An important piece of America’s Creative Legacy...and a great hike
Today, Kaaterskill Falls is one of the most popular hikes in the Catskills region. The breathtaking 260 foot cascading waterfall that serves as its calling card is one of the tallest in New York State and standing in its presence evokes an intimate awareness of just how epic and powerful the natural world is. Before it became a hub for extreme selfie seekers, Kaaterskill was the subject of local lure that drew countless artists and other lovers of nature from all of the region.
The Mohican people who inhabited the Catskills regarded Kaaterskill as the resting place of the creator. The stories about the area told by its native people are steeped in spiritual energy - painting it as an ethereal place considered the gateway to a mystical world. That same mysticism has attracted writers, poets, painters filmmakers and photographers ever since - making Kaaterskill Falls a staple part of the artistic folklore of the United States.
A good place to start with in terms of the artistic history of Kaaterskill is the painter Thomas Cole and the Hudson River School of Art he founded. One of Cole’s most famous paintings is of a solitary native warrior taking in the beauty of the Falls (you can view it here). Some other famous works spawned by the Hudson River School of Art that used Kaaterskill Falls as its subject include Asher Durand’s “Kindred Spirits” and William Cullen Bryant’s poem Middle States: Catskill Mountains, N.Y. Catterskill Falls. The early American natural, John Bartram, chronicled what he found when he visited Kaaterskill with his son William in 1753. His account would be integral to his travelogue “A Journey to Ye Cat Skill Mountains with Billy” that found an extensive readership both in the States and back in Britain.
Perhaps most famously, Washington Irving made mention of Kaaterskill in his legendary story Rip Van Winkle. Prior to Rip Van Winkle’s publishing in 1819, the Catskills were regarded as tremendously unsafe both for its natural dangers and the “savage” natives that called it home. This attitude was exemplified in John Vanderlyn’s famous painting “The Murder of Jane McRea” that portrayed the story of a local settler being scalped by two Native Americans. When the frontier shifted west after the War of 1812, the way the Catskills were viewed shifted from fearsome to scenic.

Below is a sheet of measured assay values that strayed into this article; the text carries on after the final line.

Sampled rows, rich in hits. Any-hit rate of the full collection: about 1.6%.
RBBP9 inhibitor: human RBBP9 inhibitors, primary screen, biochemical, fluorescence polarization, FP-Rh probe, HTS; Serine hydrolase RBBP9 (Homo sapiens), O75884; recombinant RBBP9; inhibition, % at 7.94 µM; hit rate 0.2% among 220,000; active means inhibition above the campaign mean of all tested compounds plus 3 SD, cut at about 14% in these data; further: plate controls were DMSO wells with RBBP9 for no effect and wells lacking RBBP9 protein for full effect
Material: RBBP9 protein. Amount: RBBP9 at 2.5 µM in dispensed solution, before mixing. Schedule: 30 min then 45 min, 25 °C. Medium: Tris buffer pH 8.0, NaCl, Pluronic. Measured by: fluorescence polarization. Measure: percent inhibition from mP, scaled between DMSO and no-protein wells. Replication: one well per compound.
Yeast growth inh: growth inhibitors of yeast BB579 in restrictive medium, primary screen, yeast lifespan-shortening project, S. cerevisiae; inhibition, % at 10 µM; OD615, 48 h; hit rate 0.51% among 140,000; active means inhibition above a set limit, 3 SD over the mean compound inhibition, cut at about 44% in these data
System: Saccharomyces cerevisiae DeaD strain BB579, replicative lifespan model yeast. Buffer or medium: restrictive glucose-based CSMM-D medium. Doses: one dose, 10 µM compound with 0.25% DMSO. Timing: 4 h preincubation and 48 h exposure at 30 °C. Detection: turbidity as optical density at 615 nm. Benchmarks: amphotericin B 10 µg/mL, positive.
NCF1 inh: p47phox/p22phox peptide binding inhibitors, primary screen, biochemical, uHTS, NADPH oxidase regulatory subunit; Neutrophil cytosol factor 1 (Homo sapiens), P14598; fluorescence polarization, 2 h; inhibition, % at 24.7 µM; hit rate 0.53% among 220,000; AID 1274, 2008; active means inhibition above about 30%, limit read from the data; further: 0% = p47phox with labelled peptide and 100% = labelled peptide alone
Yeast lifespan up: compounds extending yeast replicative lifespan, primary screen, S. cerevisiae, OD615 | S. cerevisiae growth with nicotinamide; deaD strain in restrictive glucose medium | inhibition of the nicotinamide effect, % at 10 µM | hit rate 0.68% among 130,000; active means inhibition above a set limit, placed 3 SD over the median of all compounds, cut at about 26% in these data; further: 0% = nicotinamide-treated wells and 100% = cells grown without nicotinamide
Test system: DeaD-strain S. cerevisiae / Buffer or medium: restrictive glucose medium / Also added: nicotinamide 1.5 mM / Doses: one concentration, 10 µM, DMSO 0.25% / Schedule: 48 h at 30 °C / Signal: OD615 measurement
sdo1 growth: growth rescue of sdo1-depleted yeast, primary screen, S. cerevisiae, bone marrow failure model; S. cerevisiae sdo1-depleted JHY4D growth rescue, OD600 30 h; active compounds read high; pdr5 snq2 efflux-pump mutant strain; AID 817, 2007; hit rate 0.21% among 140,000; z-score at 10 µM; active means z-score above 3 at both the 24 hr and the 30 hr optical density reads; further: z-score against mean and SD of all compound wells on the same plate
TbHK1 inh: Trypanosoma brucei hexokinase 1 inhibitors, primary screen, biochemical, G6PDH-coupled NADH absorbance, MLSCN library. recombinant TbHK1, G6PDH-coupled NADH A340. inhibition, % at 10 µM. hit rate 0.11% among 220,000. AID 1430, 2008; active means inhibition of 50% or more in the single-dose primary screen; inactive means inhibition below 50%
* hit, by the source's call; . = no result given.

Passage about Kaaterskill from Rip Van Winkle:
At length he reached to where the ravine had opened through the cliffs to the amphitheatre; but no traces of such an opening remained. The rocks presented a high impenetrable wall, over which the torrent came tumbling in a sheet of feathery foam, and fell into a deep broad basin, black from the shadows of the surrounding forest.
If you look to the left side of the falls, halfway between the middle and top levels, you’ll find a commemoration to another important part of the Kaaterskill legend - “Bayard of Dogs”. This tragic tale is rooted in the devotion of a dog to his master. The subject of the legend, a spaniel named Vite, was left above while his owner and a group of friends ventured down to the foot of the falls. Upon seeing his owner at the bottom, Vite “barked for joy” and, seeing no other way to get back to his master, leaped the full length of Kaaterskill in an attempt to reunite with him. Legend has it that on June 19th of each year, Vite’s ghost returns.
as the hands of the clock mark the witching hour, a succession of short, sharp barks is heard followed by the flight of the apparition through the air over the falls into the precipice, whence arises a prolonged howl which echoes and re-echoes among the Cimmerian recesses of Sunset Gorge and the forest clad slope of High Peak Mountain
Kaaterskill Falls is still inspiring artists today, even serving as the namesake of a 1998 Allegra Goodman novel set in the Catskill Mountains.
It is undoubtedly a worthwhile hike, though dangerous (hundreds of people have ignored the safety guidelines and fallen to their death). Kaaterskill is one of the most beautiful sights to behold in the amazing Catskill Mountains region, and I hope that if you decide to visit, it’ll inspire you to find your own part in the artistic history of the region. Even if that means just <safely> taking a photo that you will treasure in your home.